I was invited to present a cooking demo at the Rhinebeck Outdoor Farmers’ Market on Sunday, June 10, 2012 using locally available products. Not sure what is/will be available, decided I should pay a visit to the market the Sunday before. Was pleasantly surprised at the variety of produce available so early in the season.
There were a variety of summer squashes and they all looked really good. Which ones to use? Then I thought why not use all and make a quick stir-fry with chicken. Everyone loves chicken, that’s safe and would go over well. But then I was asked if I could do something with duck, without thinking, I said: “sure”. Now that I have committed, I needed to come up with a duck dish that is doable under the market conditions.
After giving this some thoughts, decided to adapt one of my chicken stir-fry recipe and came up with Hoisin Duck with Seasonal Local Veggies. It was well received and I was pleased.
There were also radishes in all shapes and sizes. With the approaching of the warm weather, radishes pretty soon will develop a “bite” making them not quite suitable for salad. However, by braising the radish, the flavor is mellowed and the taste is very pleasant. Braised Radish was the other dish I made. The comments were: “I didn’t know you could cook radish.”, “This is delicious.”, “I definitely am going to make this.” …..
Stir-fry Duck with Seasonal Local Veggies
Adapted from “My Students’ Favorite Chinese Recipes updated edition” by Norma Chang
1 pound boneless and skinless duck breast, cut across the grain into thin slices (chicken, pork or beef will work too)
1 teaspoon sugar, optional
1 tablespoon ginger wine
1 tablespoon soy sauce regular or gluten free
2 – 3 tablespoons hoisin sauce
2 – 3 teaspoons Asian sesame oil
½ teaspoon kosher salt or to taste
In a bowl, combine all the above. Marinate ½ hour or overnight in the refrigerator.
1 – 1½ pounds seasonal veggies (I chose summer squash, sugar snap, shelling peas) cut into desired size and shape
6 – 8 garlic scape, cut into about ½ inch length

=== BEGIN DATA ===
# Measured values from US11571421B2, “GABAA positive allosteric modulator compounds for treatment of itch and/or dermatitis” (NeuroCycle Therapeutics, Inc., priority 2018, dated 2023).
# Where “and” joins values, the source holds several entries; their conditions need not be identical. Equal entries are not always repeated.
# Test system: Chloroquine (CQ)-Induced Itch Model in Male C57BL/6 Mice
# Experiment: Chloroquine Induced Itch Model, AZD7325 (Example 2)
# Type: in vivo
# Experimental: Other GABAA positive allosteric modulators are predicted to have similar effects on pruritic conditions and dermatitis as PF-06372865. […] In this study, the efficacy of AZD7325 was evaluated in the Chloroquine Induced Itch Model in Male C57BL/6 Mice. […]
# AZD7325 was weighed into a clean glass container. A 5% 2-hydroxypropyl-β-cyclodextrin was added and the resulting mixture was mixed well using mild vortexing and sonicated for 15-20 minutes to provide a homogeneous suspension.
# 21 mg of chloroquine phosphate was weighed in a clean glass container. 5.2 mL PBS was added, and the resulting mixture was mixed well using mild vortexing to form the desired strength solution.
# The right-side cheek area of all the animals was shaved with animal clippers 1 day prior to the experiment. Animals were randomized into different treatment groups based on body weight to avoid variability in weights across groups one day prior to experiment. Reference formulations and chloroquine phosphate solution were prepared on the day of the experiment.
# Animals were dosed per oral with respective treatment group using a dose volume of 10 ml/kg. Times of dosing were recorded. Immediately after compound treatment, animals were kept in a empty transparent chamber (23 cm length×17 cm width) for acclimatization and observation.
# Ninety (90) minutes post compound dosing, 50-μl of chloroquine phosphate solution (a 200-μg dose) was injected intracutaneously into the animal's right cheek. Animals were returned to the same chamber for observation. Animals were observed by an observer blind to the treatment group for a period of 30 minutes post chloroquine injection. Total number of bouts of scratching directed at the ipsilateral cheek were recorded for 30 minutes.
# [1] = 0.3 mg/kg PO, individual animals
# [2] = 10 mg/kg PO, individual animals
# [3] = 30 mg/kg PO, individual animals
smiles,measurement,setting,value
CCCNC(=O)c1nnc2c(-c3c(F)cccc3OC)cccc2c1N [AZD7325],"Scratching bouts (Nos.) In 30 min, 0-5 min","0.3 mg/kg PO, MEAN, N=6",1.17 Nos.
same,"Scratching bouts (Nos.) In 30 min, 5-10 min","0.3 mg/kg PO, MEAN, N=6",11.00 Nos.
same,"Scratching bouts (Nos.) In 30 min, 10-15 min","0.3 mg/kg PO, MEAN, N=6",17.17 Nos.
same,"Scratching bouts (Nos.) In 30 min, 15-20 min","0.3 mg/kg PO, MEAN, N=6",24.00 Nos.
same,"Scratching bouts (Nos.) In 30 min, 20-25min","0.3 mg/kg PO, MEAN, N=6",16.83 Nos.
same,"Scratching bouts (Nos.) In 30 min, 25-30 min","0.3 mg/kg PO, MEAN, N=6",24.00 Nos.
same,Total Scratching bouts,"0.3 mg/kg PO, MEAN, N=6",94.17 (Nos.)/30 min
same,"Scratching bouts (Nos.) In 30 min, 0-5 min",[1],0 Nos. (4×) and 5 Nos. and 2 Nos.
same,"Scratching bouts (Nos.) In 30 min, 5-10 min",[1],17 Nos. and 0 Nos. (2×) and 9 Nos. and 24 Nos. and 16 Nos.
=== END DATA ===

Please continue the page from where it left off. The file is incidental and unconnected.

1 teaspoon kosher salt or to taste
½ cup chicken broth or as needed
4 – 6 slices fresh ginger or from ginger wine
1 – 2 scallions, smash white part, cut green and white part into about 4 inches length
1 – 4 cloves garlic, peeled and smashed
additional hoisin sauce, if needed
¼ – 1 teaspoon Asian chili sauce, optional
1 tablespoon cornstarch combined with 2 tablespoon water, stir well before adding to wok
1. In a wok or large frying pan, add 1 tablespoon oil, salt and veggies. Stir-fry untill veggies are slightly under desired doneness, adding broth 1 tablespoon at a time if wok is dry. Remove veggies and any liquid to a clean platter.
2. Add remaining oil to wok. Add ginger, scallion and garlic. Stir-fry until garlic is lightly colored, remove and discard all the aromatics. Add chili sauce, if using, add duck. Stir-fry until duck is cooked, adding broth 1 tablespoon at a time if wok is dry.
3. Add veggies and additional broth as needed for gravy. Thicken with cornstarch mixture, if desired. Stir in additional hoisin sauce and salt to taste. Serve hot.
1 pound radish, peeled (optional), leave whole or cut into desired sizes (I peeled some and left some unpeeled)
2 – 4 slices ginger
2 – 3 scallions, thinly sliced, keep green and white separate
1 tablespoon oil
½ cup chicken/vegetarian broth or as needed
1 teaspoon soy sauce, regular or gluten free
1 – 2 teaspoons Asian sesame oil
1 teaspoon cornstarch combined with 2 teaspoons water
toasted black and/or white sesame seeds, optional
cilantro for garnish, optional
Add oil to preheated wok or frying pan. Add ginger and white part of scallion, stir-fry until fragrant. Add radish, broth and soy sauce, cover, bring to a boil, simmer until radishes are soft. Stir in sesame oil, thicken with cornstarch mixture, if needed. Garnish with sesame seeds an cilantro.
The duck came from Quattros Farm of Pleasant Valley, NY
The veggies came from Migliorelli Farm, Tivoli, NY
The garlic scapes came from my garden so this qualifies me, I hope, to post on Thursday’s Kitchen Cupboard.
It was a delightfully suny and fun day at the Rhinebeck Farmers’ Market. On one side of my tent were beautiful flowers, on the other side was classical guitarist David Temple. Music, food and flowers, all in a row, what more could one ask for?
The Rhinebeck Farmers’ Market is open year round. I wrote about the indoor market on 2/6/2012.
Copyright © by Norma Chang
Robin, The Gardener of Eden, is the host for Thursdays Kitchen Cupboard. Head on over to Thursday’s Kitchen Cupboard to see what others are cooking.